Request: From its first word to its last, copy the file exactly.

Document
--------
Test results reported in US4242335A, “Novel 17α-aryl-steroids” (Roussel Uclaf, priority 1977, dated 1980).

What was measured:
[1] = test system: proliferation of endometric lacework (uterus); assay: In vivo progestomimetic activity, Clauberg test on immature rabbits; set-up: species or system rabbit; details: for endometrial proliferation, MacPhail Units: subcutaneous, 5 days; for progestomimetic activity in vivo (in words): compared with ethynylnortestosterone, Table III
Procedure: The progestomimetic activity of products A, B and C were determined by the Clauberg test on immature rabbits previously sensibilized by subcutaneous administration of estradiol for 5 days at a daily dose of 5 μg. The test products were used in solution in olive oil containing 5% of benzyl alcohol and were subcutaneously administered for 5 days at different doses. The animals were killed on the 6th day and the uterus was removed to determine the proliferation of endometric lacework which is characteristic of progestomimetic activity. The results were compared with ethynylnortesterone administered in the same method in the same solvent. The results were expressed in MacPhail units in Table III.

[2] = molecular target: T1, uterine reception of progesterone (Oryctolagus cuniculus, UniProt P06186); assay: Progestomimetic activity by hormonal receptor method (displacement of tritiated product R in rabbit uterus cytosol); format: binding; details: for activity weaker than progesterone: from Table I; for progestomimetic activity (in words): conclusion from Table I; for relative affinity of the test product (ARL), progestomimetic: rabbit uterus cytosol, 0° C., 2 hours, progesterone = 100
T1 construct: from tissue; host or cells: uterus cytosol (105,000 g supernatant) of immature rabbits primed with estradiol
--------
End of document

Test results reported in US4242335A, “Novel 17α-aryl-steroids” (Roussel Uclaf, priority 1977, dated 1980).

What was measured:
[1] = test system: proliferation of endometric lacework (uterus); assay: In vivo progestomimetic activity, Clauberg test on immature rabbits; set-up: species or system rabbit; details: for endometrial proliferation, MacPhail Units: subcutaneous, 5 days; for progestomimetic activity in vivo (in words): compared with ethynylnortestosterone, Table III
Procedure: The progestomimetic activity of products A, B and C were determined by the Clauberg test on immature rabbits previously sensibilized by subcutaneous administration of estradiol for 5 days at a daily dose of 5 μg. The test products were used in solution in olive oil containing 5% of benzyl alcohol and were subcutaneously administered for 5 days at different doses. The animals were killed on the 6th day and the uterus was removed to determine the proliferation of endometric lacework which is characteristic of progestomimetic activity. The results were compared with ethynylnortesterone administered in the same method in the same solvent. The results were expressed in MacPhail units in Table III.

[2] = molecular target: T1, uterine reception of progesterone (Oryctolagus cuniculus, UniProt P06186); assay: Progestomimetic activity by hormonal receptor method (displacement of tritiated product R in rabbit uterus cytosol); format: binding; details: for activity weaker than progesterone: from Table I; for progestomimetic activity (in words): conclusion from Table I; for relative affinity of the test product (ARL), progestomimetic: rabbit uterus cytosol, 0° C., 2 hours, progesterone = 100
T1 construct: from tissue; host or cells: uterus cytosol (105,000 g supernatant) of immature rabbits primed with estradiol